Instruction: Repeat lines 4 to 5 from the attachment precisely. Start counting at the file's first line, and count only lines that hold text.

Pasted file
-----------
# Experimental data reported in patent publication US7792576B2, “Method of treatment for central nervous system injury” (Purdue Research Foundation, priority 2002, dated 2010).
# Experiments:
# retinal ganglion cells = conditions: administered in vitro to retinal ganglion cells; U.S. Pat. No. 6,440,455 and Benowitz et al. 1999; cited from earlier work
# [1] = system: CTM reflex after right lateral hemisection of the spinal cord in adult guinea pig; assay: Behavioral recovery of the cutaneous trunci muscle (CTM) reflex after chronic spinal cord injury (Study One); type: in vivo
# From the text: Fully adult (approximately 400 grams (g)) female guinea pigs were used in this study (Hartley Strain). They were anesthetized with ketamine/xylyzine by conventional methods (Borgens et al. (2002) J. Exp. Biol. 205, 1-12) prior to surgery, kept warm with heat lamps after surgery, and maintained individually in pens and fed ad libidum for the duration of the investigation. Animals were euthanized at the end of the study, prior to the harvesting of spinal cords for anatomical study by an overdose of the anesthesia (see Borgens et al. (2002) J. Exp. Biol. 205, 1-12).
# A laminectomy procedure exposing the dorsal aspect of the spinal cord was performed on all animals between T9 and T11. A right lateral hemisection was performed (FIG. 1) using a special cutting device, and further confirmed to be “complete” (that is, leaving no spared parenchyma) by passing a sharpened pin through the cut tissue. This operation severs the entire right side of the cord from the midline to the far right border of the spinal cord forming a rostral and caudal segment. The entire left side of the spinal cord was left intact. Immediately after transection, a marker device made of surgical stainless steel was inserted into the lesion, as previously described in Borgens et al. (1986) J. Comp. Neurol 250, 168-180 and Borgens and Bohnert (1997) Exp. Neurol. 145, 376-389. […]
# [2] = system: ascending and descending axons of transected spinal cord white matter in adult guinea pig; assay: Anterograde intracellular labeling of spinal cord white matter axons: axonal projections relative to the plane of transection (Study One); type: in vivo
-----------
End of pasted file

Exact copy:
# [1] = system: CTM reflex after right lateral hemisection of the spinal cord in adult guinea pig; assay: Behavioral recovery of the cutaneous trunci muscle (CTM) reflex after chronic spinal cord injury (Study One); type: in vivo
# From the text: Fully adult (approximately 400 grams (g)) female guinea pigs were used in this study (Hartley Strain). They were anesthetized with ketamine/xylyzine by conventional methods (Borgens et al. (2002) J. Exp. Biol. 205, 1-12) prior to surgery, kept warm with heat lamps after surgery, and maintained individually in pens and fed ad libidum for the duration of the investigation. Animals were euthanized at the end of the study, prior to the harvesting of spinal cords for anatomical study by an overdose of the anesthesia (see Borgens et al. (2002) J. Exp. Biol. 205, 1-12).